From left, the new University of Minnesota President Dr. Eric Kahler receiving the “Mace” of authority from Governor Mark Dayton, Board of Regents Chair Linda Cohen. (Photos by J. Lee)
By J. LEE
MINNEAPOLIS (Sept. 22, 2011) — The University of Minnesota inaugurated its 16th President, Dr. Eric Kahler’s at their Ted Mann Concert Hall in a traditional ceremony open to students, alumni, faculty, Board of Regents, and special guests.
Musicians, singers and the University symphony Orchestra opened the ceremony. Attendees were surprised by the UM’s global reach when congratulations came from alumni, students and university connections filmed around the world.
Academic gowns worn in the processional represented the rank and dept. of University faculty, administrators, President, Vice-Presidents, Chancellors, Board of Regents, Regents emeriti, Regents professors, student government leaders, and delegates from other colleges and universities. Also in the processional were the Governor and Mayors of Minneapolis and St. Paul.
Emcee Professor Frank Bates, head of UM Dept. of Chemical Engineering and Materials Science, Board of Regents and Chair of the Inauguration Advisory Committee quickly moved the program along.
Recognizing immigrants as “knowing the value of education”, Governor Mark Dayton spoke of the University’s graduates as including 2 Vice Presidents (Walter Monday and Hubert Humphrey), 55 members of Congress, 18 Nobel Prize winners, 5 Pulitzer Prize winners and millions of others in the fields of law enforcement, healthcare, legal services, etc. He referred of needing to be a “World Class University to compete”, “recruiting the best talent and teaching them to be the best”, so to “attract the best” it had to “offer the best. Governor Dayton committed his support to Dr. Kahler and indicated his expectation of Dr. Kahler “leading the University to greatness.”
Governor Mark Dayton presented “The Mace” to Dr. Kahler, saying it was a “symbol of greatness”. Historically, the Mace symbolizes peaceful leadership and authority. It was created in 1961 by arts professor Philip Morton and passed down at each Presidential Inauguration. The aluminum handle made at the university’s machine shop has the Regents seal while the hammer end is a four-inch crystal sphere representing the North Star, symbol of Minnesota.
Board of Regents Chair Linda Cohen presented the silver Medallion engraved with Dr. Eric Kahler name. It symbolizes authority and is worn at commencements and other academic regalia events.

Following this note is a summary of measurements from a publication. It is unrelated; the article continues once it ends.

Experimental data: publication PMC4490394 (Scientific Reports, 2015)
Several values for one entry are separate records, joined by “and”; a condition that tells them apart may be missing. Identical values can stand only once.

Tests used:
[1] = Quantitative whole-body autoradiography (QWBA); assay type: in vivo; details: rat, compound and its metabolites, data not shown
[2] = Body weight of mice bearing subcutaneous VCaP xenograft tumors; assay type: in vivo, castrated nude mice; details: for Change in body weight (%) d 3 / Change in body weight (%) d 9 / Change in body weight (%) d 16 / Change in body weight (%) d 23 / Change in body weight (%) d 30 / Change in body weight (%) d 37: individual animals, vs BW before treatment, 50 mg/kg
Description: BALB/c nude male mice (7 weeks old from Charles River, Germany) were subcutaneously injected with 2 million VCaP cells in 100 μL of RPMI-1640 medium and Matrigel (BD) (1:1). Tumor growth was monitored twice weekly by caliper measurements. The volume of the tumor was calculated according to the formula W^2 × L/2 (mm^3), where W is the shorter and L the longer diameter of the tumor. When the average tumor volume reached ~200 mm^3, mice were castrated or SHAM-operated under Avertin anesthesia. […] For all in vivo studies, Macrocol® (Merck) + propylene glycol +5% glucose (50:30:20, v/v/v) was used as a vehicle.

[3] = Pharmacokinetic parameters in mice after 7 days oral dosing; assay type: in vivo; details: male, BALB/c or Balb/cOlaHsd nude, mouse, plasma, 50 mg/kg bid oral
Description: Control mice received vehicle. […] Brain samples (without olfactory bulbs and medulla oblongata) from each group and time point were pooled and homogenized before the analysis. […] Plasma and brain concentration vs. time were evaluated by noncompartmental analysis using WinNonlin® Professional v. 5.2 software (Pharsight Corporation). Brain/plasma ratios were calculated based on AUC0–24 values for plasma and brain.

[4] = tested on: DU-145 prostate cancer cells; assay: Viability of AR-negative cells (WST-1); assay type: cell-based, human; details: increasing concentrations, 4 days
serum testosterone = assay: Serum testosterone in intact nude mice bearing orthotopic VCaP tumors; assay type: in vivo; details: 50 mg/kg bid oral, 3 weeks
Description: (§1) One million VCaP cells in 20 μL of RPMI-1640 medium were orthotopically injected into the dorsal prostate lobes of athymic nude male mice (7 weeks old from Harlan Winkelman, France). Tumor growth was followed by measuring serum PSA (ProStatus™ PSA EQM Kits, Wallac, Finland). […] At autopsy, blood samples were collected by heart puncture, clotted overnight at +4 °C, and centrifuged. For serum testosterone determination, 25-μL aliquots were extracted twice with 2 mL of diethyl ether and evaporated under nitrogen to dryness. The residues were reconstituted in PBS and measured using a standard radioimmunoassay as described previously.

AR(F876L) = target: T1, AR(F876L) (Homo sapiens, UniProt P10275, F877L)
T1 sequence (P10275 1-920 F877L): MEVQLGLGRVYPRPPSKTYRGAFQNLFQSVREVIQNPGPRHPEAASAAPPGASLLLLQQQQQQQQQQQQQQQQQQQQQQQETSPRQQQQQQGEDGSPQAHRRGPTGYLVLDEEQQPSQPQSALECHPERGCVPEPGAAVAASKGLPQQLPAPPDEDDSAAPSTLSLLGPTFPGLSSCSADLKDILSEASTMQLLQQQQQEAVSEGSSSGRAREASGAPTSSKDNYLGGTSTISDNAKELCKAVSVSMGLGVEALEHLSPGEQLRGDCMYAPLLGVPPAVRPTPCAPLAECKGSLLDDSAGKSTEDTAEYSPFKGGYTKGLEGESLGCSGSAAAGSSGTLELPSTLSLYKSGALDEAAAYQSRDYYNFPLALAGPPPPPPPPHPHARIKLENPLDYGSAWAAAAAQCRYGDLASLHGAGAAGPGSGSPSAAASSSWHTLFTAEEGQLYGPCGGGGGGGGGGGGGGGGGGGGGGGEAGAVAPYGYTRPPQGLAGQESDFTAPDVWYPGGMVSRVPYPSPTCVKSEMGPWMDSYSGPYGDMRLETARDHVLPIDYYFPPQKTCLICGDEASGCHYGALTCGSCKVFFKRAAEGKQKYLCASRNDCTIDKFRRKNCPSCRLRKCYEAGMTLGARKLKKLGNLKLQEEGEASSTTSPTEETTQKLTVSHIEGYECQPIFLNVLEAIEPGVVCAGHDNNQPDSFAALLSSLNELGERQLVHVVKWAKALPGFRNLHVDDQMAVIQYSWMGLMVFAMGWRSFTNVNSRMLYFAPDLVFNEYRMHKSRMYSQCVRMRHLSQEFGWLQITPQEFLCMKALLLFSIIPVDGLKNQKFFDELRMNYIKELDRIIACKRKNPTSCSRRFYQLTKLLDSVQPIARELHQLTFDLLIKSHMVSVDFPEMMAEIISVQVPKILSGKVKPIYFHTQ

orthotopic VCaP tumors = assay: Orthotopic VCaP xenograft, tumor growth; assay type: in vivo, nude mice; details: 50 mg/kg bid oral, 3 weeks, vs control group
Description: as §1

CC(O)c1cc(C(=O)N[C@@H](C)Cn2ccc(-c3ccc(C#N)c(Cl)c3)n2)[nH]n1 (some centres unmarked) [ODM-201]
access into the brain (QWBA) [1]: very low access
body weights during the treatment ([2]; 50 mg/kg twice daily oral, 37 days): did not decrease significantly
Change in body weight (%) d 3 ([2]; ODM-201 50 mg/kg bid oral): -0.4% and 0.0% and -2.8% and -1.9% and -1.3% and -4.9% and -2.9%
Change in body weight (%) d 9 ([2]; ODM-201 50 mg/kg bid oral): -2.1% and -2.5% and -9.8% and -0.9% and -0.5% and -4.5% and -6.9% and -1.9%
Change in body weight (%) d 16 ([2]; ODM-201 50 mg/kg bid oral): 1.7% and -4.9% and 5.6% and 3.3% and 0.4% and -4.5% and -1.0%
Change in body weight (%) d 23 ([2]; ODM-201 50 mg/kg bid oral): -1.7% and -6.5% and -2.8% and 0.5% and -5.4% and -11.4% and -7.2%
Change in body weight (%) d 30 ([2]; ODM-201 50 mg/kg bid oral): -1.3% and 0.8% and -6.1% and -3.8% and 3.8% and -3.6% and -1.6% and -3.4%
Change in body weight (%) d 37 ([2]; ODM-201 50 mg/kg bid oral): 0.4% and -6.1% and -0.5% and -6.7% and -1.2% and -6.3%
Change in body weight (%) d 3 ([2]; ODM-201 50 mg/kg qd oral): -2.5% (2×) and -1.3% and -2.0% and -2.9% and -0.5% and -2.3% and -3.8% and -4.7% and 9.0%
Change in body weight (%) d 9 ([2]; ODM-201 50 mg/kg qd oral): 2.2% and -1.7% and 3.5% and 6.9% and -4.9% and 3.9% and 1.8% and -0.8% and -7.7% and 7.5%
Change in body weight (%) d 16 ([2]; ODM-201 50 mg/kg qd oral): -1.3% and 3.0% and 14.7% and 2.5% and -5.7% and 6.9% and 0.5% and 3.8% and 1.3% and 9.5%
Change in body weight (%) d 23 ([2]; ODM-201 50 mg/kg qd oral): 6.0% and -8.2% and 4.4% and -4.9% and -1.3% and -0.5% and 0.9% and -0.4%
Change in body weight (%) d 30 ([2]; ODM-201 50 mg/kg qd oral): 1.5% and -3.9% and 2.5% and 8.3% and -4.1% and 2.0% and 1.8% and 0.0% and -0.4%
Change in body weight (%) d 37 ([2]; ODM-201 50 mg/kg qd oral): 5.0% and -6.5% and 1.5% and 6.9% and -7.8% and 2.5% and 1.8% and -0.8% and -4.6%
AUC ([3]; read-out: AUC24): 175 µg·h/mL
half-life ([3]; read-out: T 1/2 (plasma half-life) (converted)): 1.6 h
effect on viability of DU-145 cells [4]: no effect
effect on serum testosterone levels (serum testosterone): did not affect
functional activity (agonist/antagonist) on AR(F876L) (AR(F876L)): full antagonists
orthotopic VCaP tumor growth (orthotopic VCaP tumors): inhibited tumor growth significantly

Assisted by a fellowship, Eric Kaher at age 22 entered the UM as a graduate student in chemical engineering. He said “that was my first encounter with the excellence of the University, and with the mission and public support that made I accessible to me”, but because the excellence and access at the University which are foundations “for the prosperity of Minnesota have never been more at risk” he’s “devoting the next chapter of his life to the mission of the University and to the future of its students.”
Referring to the University’s mission inscribed on Northop Auditorium “ Founded in the faith that mean are ennobled by understanding, dedicated to the advancement of learning and the search for truth, devoted to the instruction of youth and the welfare of the State”, President Kahler pointed out that they “continue to serve as a guidepost for all we do.” He spoke of the University “serving the entire state of Minnesota”, innovating, doing discovery and “creating the future.”
Interpreting “search for truth” as research, he reminded people that they are “Minnesota’s only research university.” Governor Dayton earlier pointed out that we have “all the eggs in one basket, so we have “take mighty good care of the basket.”
From earlier tours of the University’s facilities, President Kahler said they have “world class talent, laboratories, equipment and technology” with scholars working towards cures, technological advances, and new understanding of the world’s social and political problems. Committed to discovery, the university’s research and progress covers breeding cold hardy flowers, fruits and vegetables; food safety, identifying environmental and genetic influences; and work towards curing Alzheimer’s, diabetes, heart disease, cancer, and other diseases.
He said the innovations contributed to the success for Fortune 500 companies, small businesses, and start-ups. Professional studies as law and medicine “makes Minnesota and the Twin Cities a cultural magnet within our region and within the nation.”